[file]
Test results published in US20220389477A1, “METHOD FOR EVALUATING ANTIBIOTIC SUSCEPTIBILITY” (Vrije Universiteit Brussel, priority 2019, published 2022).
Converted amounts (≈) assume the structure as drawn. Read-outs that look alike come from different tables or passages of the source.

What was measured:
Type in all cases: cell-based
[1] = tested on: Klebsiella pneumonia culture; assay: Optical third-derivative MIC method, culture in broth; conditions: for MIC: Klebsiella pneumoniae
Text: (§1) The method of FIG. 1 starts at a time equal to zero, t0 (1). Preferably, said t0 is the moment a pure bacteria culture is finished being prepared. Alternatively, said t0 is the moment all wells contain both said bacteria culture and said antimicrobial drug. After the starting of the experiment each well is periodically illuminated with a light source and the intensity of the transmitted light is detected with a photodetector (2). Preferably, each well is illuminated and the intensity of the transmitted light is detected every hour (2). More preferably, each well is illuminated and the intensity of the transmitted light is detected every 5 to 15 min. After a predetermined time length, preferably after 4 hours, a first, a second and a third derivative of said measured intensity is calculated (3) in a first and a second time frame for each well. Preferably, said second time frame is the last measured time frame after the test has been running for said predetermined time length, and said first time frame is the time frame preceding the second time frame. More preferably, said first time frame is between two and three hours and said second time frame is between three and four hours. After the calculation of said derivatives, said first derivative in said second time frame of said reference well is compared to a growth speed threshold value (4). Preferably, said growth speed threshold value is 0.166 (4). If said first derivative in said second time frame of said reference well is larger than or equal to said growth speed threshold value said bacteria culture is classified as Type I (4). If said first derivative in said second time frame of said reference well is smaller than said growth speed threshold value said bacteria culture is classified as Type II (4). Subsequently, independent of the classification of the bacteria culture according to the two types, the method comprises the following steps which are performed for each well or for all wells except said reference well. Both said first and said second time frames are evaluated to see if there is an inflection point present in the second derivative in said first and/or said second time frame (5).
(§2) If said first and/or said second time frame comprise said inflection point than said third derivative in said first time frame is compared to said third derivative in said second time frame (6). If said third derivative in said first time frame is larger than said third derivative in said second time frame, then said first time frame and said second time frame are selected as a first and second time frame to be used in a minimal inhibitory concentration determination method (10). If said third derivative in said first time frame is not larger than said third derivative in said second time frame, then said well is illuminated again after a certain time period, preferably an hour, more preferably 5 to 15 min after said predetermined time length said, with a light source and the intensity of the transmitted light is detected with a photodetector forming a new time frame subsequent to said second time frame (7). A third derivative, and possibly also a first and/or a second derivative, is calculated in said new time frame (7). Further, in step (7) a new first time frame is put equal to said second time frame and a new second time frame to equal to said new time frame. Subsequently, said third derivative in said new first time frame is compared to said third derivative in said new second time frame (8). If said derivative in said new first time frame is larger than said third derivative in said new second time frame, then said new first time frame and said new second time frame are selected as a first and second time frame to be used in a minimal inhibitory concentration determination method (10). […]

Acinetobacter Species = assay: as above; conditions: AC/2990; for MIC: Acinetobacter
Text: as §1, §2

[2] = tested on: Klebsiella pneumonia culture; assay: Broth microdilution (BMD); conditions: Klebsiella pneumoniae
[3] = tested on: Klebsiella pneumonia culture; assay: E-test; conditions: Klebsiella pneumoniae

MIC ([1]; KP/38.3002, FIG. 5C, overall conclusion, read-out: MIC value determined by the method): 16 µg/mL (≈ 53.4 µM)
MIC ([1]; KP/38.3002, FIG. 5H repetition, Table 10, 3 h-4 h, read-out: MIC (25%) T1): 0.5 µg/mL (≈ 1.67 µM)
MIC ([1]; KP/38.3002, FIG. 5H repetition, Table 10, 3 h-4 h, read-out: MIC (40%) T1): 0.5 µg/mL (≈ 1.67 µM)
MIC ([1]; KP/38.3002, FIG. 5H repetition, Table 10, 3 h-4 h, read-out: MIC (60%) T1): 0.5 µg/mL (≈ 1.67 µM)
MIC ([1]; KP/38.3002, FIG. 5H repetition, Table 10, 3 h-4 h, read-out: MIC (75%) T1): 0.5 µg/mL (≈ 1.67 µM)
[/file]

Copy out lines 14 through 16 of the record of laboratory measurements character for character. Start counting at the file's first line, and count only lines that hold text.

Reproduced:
MIC ([1]; KP/38.3002, FIG. 5H repetition, Table 10, 3 h-4 h, read-out: MIC (40%) T1): 0.5 µg/mL (≈ 1.67 µM)
MIC ([1]; KP/38.3002, FIG. 5H repetition, Table 10, 3 h-4 h, read-out: MIC (60%) T1): 0.5 µg/mL (≈ 1.67 µM)
MIC ([1]; KP/38.3002, FIG. 5H repetition, Table 10, 3 h-4 h, read-out: MIC (75%) T1): 0.5 µg/mL (≈ 1.67 µM)